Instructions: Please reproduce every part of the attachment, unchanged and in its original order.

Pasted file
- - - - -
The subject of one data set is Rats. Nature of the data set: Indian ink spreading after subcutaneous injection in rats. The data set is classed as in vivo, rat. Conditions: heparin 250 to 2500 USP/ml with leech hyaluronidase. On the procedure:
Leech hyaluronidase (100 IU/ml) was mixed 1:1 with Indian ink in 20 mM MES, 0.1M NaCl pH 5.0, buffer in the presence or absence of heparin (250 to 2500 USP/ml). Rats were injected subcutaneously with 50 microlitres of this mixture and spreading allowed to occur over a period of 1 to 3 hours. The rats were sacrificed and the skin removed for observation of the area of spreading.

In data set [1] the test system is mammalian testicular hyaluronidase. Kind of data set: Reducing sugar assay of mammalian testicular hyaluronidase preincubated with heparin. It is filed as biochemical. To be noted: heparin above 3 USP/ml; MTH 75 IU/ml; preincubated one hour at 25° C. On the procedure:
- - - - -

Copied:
The subject of one data set is Rats. Nature of the data set: Indian ink spreading after subcutaneous injection in rats. The data set is classed as in vivo, rat. Conditions: heparin 250 to 2500 USP/ml with leech hyaluronidase. On the procedure:
Leech hyaluronidase (100 IU/ml) was mixed 1:1 with Indian ink in 20 mM MES, 0.1M NaCl pH 5.0, buffer in the presence or absence of heparin (250 to 2500 USP/ml). Rats were injected subcutaneously with 50 microlitres of this mixture and spreading allowed to occur over a period of 1 to 3 hours. The rats were sacrificed and the skin removed for observation of the area of spreading.

In data set [1] the test system is mammalian testicular hyaluronidase. Kind of data set: Reducing sugar assay of mammalian testicular hyaluronidase preincubated with heparin. It is filed as biochemical. To be noted: heparin above 3 USP/ml; MTH 75 IU/ml; preincubated one hour at 25° C. On the procedure: